Stage ES1 – Science – The Needs of Living Things

Students at Bournda
Early Stage 1 students learning about living things at Bournda National Park

Program Overview

This program is designed specifically for ESI students who are learning about their natural environment. Students will learn about what plants and animals need to survive and how plants and animals respond to changes in the environment. They will explore plants using magnifying glasses, meet animal puppets, go on a nature trail and create habitats for animals showing what they have learnt. They also complete a number of sensory activities – including touch, smell, sound and sight. The day concludes with a fun tag game where students are possums and can only win the game when they have collected all of their needs:  water, shelter, air and food.

Key Questions

1. What do we notice about living things?

2. What do living things need to survive?

3. How do daily and seasonal changes affect the environment?

Learning Experiences

Nature trail

Students are introduced to the idea of a nature trail through the text “The Bushwalk” by Sandra Kendell.

Students will then begin a nature trail to find items that have been placed along the trail, and also to use their own ‘detective’ eyes to discover any other things of interest (signs of living things). Students will learn about how plants and animals respond to changes in the environment, such as day and night and seasonal changes.

What do plants and animals need to survive?

Students find their favourite leaf and examine with a magnifying glass. Activities are then conducted that help students understand what plants need to survive. Students visit the big old fig tree at Scott’s Bay and learn how plants need certain things to survive, but some animals need plants to survive. Using animal puppets students brainstorm all the different things that animals need to survive and record them under four headings: food, air, water and shelter. The students use pictures of the animals and end up creating a graph.

The students will work in small groups and use model plants and water as well as collected small rocks, logs, leaves and bark, to create a habitat for an animal they have chosen. When their habitats have been created, providing the needs of life (food, air, water, shelter), the animals are placed into them. Each group will then tour the other groups habitats and communicate their choices. All materials are returned to their collection site.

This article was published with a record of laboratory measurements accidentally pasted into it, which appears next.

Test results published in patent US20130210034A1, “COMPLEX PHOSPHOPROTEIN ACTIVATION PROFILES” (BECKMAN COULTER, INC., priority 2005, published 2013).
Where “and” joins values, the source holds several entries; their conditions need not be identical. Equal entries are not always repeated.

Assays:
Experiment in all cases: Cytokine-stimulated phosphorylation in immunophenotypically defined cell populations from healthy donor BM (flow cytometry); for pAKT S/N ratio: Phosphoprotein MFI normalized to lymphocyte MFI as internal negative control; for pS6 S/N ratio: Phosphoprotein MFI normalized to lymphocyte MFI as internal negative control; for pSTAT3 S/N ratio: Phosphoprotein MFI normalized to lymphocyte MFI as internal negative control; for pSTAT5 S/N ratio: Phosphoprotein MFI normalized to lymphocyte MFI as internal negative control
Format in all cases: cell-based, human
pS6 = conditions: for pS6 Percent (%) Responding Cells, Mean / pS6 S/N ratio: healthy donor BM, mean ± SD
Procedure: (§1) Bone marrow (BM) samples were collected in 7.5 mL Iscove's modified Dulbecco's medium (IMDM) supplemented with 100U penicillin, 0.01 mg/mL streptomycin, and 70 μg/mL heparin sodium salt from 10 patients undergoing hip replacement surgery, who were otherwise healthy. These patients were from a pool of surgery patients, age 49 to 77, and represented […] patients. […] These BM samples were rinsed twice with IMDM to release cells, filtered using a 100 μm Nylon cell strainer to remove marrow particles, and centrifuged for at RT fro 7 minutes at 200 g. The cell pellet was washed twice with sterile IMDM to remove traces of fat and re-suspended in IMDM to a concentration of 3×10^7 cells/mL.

Possum tag

Students play ‘Possum Tag’ – a game designed to consolidate the learning from the day. Students wear possum ears and need to catch their food, water, air and shelter so that they can survive.

Preparing for an excursion

Post-visit material

Syllabus Outcomes

Science and technology K-6: Living World

  • STe-3LW-ST explores the characteristics, needs and uses of living things
  • STe-1WS-S observes, questions and collects data to communicate ideas

Science and technology K-6: Earth and Space

  • STe-6ES-S identifies how daily and seasonal changes in the environment affect humans and other living things

Science Content


Characteristics and basic needs of living things

  • recognise that living things have basic needs including air, food and water (ACSSU002)
  • compare the basic needs of some plants and animals
  • participate in guided investigations to identify living things and the external features of plants and animals in the local environment
  • communicate findings of observations of living things in their environment

Changes in the environment

  • identify daily and seasonal changes that occur in our environment, such as day and night, and changes in the weather (ACSSU004)
  • explore how living things respond to regular changes in their environment

Differentiation adjustments for high potential and gifted students:

Complexity – What if there wasn’t enough forest left for the animals? What can we do to help make sure that the needs of all our native animals are being met?

Challenge – Students are provided with opportunities to learn advanced level content through engagement with BEEC staff.

Choice – Students are given choice to demonstrate their level of learning and open-ended activities encourage free-thinking and alignment with different interest areas.